Physical activity was measured using the Godin Leisure-Time Exercise Questionnaire (GLTEQ) (10). Participants were asked to report the average number of times per week over the past month they had engaged in strenuous (heart beats rapidly, sweating), moderate (not exhausting, light perspiration), and mild (minimal effort, no perspiration) physical activity. The GLTEQ was slightly modified (7) to have respondents also specify the average time per session (minimum of 10 min per session) for each of the three levels of intensity.
The modified GLTEQ was used to measure physical activity for this study in two different ways. First, for the study's multiple regression models, minutes of participation in mild, moderate, and vigorous activity were measured on a continuous scale. Participant responses in each of these three activity categories were then converted to MET-minutes by multiplying the weekly minutes of mild activity by 2.5 METs (22), moderate activity by 4.0 METs (3), and weekly minutes of vigorous activity by 7.5 METs (3).
Second, for the study's logistic regression models, participants were categorized as "active" or "inactive" based on public health (17) and diabetes-specific (4,21) guidelines of achieving moderate activity at least 150 min of physical activity per week. The number of minutes was computed by multiplying the frequency and duration of i) weekly minutes of moderate physical activity × 4.0 METs, and ii) weekly minutes of vigorous physical activity × 7.0 METs. The weekly minutes for moderate and vigorous were then summed for a total MET score. One minute of vigorous physical activity is equivalent to 1.875 min of moderate activity (7.5/4.0) based on the average MET levels for strenuous activity (MET level = 7.5) and moderate activity (MET level = 4.0) set by Brown and Bauman (3). This weighting provides more credit for participating in vigorous activity. Individuals who accumulated ≥ 600 MET·min·wk−1 were classified as "adequately active for health benefit," whereas those who did not were classified as "inadequately active" (3). This criterion reflects achieving 150 min of moderate (4.0 METs) or 80 min of vigorous (7.5 METs) activity per week, or any combination thereof (3)."
Procedures and analyses.
Data were initially screened for discrepant responses, missing data, and multicollinearity problems in accordance with previous recommendations (10). Descriptive statistics were calculated for all study variables. Imputation of missing values for categorical variables used the hot deck approach as described by Cox and Cohen (10), using imputation classes based on gender (male and female), diabetes type (type 1 and type 2), and age (18-25, 26-35, 36-45, 46-60, 61-70, or 71-92 yr). Imputation of missing variables for continuous variables used mean value imputation. Only three variables had greater than 5% missing data: heart disease status (15.6%), cholesterol level (8.7%), and income (10.5%).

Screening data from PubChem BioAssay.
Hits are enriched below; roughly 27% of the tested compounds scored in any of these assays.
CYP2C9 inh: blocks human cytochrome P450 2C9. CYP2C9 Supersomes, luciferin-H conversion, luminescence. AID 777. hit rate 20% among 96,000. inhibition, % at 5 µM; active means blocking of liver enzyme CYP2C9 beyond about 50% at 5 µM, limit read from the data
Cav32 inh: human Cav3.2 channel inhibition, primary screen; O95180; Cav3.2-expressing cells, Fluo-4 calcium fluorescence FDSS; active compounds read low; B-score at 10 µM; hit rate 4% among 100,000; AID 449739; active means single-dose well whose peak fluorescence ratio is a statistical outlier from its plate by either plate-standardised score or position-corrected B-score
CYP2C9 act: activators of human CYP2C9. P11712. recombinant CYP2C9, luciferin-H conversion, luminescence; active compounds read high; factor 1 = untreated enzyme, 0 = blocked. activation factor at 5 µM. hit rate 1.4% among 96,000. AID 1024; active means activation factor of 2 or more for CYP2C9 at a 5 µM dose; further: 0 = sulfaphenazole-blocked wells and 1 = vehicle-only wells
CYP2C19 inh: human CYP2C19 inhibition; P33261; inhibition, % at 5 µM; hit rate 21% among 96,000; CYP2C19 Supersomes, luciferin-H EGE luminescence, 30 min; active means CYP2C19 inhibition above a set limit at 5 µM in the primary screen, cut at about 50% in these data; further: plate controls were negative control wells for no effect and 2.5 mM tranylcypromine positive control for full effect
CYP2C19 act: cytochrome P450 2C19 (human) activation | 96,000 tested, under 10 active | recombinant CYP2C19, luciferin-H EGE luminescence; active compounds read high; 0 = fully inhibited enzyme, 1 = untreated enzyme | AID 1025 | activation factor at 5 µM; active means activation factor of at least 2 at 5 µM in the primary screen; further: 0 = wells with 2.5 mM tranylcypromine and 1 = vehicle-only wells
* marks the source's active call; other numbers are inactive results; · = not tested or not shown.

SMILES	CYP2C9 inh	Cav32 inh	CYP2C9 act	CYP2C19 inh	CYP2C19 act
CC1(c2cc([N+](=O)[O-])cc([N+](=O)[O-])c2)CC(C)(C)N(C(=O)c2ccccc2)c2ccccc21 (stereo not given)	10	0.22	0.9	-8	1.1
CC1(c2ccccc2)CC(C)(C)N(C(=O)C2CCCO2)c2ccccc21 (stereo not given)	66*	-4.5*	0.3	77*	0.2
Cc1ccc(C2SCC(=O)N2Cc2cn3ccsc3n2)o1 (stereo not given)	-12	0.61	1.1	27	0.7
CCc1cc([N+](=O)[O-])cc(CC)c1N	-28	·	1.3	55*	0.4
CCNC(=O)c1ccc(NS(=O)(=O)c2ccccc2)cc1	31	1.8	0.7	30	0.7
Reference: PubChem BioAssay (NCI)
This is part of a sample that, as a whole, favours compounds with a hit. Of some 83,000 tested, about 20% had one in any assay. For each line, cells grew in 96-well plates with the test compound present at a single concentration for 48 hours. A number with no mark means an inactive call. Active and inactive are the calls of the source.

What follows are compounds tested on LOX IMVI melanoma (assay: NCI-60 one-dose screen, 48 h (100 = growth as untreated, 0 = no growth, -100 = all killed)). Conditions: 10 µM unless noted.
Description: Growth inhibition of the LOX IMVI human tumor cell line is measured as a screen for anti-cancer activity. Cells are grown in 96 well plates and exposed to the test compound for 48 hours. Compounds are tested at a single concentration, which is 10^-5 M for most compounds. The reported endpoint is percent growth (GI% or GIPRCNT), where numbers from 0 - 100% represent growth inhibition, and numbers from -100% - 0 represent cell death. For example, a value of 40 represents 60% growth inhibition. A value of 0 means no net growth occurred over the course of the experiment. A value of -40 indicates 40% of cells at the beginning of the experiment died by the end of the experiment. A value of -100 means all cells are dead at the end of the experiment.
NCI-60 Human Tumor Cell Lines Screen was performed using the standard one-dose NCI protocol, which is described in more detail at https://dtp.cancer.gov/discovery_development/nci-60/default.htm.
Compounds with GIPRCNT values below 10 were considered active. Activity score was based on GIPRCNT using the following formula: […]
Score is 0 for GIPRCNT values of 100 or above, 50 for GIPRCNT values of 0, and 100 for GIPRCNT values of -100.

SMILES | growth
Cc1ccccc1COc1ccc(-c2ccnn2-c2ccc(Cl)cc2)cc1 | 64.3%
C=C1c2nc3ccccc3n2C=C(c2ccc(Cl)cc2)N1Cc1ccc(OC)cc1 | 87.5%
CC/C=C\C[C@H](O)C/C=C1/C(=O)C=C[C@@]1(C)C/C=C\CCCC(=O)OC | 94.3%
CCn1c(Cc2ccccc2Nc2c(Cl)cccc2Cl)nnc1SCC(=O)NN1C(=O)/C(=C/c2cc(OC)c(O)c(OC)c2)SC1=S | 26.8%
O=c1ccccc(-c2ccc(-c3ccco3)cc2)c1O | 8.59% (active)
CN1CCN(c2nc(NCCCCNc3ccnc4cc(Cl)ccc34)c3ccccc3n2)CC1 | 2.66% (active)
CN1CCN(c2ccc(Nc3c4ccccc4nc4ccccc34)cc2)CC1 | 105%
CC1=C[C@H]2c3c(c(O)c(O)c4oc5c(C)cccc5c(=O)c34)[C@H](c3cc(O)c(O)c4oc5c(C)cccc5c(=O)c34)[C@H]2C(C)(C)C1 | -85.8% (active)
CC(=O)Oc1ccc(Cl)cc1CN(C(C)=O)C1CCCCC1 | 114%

Regression models were calculated to detect demographic and health factors that were significantly associated with total physical activity. Due to the different etiology and pathology of type 1 and type 2 diabetes (4), the two types of diabetes were examined separately.
A series of simultaneous multiple regression analyses were performed separately for the type 1 and type 2 groups to assess the relationship between demographic and health factors and physical activity (including light, moderate, and vigorous levels). For all analyses, age, body mass index, income, and perceived disability index were treated as continuous measures; all other factors were categorical variables (see coding note in Table 3). The first regression analysis (the demographic model) included only the demographic factors: age, gender, marital status, education, and income. The second analysis (the health factor model) included only the health factors: body mass index, smoking status, perceived disability, heart disease status, cholesterol level, and blood pressure level. For the type 2 diabetes analysis, the use of insulin and oral antihyperglycemic medications were included in the model. Demographic and health factors demonstrating a significant relationship with physical activity from both the demographic and the health factor models were then entered into a third regression model (the combined model). The fourth model (the full model) included all demographic and health factors.